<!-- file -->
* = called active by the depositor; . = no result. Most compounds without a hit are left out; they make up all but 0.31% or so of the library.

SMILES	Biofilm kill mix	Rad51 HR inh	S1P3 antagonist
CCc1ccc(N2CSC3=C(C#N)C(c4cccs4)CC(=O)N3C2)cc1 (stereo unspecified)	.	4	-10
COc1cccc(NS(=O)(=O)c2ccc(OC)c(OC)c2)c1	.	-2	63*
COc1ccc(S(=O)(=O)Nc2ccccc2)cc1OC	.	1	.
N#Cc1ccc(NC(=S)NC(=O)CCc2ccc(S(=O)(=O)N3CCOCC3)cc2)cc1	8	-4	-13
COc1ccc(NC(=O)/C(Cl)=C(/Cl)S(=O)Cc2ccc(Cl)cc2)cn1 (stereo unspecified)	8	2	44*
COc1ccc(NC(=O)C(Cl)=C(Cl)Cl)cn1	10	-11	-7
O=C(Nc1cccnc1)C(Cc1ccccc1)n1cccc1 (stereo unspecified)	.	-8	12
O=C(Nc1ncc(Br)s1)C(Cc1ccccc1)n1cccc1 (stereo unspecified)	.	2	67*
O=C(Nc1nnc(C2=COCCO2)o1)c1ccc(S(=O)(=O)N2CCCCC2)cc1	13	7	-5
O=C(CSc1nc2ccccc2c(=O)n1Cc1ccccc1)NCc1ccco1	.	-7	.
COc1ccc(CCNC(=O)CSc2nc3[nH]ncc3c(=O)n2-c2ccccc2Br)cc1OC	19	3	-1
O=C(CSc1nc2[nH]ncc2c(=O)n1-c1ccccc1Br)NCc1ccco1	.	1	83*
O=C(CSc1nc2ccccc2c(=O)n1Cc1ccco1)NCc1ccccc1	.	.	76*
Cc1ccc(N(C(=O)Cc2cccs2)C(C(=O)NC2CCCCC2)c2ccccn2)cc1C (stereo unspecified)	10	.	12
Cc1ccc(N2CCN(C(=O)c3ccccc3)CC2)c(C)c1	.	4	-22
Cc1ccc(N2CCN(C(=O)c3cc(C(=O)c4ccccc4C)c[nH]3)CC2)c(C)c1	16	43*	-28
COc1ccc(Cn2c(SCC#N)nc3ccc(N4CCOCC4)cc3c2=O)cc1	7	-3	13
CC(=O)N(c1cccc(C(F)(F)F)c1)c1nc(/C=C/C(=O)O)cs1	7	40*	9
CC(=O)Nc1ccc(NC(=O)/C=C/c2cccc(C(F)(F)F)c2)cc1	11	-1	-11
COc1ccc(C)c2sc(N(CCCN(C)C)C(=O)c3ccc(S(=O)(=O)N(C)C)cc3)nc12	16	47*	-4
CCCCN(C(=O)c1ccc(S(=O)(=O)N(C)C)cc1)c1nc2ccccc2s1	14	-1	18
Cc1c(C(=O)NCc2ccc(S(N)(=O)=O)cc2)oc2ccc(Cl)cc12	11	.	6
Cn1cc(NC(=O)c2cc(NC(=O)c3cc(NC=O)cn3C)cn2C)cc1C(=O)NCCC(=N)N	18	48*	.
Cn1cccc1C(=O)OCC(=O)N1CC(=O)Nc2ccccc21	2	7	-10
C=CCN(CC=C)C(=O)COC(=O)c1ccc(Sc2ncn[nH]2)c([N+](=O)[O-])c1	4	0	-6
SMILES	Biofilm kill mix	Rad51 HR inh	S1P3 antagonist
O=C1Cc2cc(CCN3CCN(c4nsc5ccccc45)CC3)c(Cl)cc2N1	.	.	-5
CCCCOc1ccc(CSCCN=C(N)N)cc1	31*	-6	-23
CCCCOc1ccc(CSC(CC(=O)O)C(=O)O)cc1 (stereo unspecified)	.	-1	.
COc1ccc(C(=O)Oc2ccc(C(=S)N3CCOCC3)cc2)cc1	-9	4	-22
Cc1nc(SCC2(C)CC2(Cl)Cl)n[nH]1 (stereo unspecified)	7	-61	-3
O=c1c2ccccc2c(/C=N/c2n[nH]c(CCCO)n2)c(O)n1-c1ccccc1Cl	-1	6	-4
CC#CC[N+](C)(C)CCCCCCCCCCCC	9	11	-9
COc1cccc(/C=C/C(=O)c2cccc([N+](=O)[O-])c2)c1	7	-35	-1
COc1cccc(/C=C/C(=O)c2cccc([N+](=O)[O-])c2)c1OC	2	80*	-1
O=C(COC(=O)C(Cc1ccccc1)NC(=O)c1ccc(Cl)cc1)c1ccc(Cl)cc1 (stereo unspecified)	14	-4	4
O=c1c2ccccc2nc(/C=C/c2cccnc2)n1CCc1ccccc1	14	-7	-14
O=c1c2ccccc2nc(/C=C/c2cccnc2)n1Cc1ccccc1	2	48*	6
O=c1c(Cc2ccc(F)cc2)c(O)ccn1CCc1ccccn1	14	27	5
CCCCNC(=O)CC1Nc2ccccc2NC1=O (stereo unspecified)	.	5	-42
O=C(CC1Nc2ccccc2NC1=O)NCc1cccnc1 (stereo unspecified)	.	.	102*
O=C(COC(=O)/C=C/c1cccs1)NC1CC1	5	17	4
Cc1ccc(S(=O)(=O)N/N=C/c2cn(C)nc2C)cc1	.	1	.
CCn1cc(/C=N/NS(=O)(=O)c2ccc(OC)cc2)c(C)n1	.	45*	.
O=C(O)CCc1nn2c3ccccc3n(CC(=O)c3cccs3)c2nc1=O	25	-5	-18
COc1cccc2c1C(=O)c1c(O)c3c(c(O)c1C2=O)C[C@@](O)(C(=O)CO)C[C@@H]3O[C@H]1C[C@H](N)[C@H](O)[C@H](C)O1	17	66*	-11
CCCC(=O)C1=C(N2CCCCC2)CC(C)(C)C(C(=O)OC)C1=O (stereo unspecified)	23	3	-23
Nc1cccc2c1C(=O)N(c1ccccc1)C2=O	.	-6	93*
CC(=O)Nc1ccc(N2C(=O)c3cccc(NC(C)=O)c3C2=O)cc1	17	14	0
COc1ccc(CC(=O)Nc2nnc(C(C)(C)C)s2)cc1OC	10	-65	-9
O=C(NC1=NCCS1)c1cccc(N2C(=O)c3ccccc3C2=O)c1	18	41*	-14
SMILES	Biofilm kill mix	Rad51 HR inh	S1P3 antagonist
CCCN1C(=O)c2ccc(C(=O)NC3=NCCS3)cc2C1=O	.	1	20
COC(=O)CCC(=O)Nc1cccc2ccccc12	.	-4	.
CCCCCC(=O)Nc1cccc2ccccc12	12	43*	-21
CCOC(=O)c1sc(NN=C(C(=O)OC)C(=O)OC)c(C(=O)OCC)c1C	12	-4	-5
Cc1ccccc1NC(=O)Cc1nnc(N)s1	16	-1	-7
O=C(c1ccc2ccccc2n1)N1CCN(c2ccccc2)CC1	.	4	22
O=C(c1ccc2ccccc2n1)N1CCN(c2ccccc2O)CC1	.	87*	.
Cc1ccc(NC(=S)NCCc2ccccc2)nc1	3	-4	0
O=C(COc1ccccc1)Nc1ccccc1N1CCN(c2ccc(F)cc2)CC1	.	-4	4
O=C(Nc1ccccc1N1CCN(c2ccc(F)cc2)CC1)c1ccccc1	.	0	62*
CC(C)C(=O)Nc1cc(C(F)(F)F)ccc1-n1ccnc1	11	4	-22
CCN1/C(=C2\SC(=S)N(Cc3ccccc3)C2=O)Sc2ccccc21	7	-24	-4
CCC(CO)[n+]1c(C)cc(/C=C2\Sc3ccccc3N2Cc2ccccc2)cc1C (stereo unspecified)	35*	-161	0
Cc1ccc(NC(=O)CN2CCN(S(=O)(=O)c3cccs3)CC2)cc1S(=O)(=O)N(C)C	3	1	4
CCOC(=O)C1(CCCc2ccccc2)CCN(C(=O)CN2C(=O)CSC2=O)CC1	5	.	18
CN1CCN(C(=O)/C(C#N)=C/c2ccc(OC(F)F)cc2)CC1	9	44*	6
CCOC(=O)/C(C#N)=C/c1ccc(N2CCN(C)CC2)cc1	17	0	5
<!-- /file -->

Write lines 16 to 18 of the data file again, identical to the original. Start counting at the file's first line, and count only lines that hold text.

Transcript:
Cc1ccc(N(C(=O)Cc2cccs2)C(C(=O)NC2CCCCC2)c2ccccn2)cc1C (stereo unspecified)	10	.	12
Cc1ccc(N2CCN(C(=O)c3ccccc3)CC2)c(C)c1	.	4	-22
Cc1ccc(N2CCN(C(=O)c3cc(C(=O)c4ccccc4C)c[nH]3)CC2)c(C)c1	16	43*	-28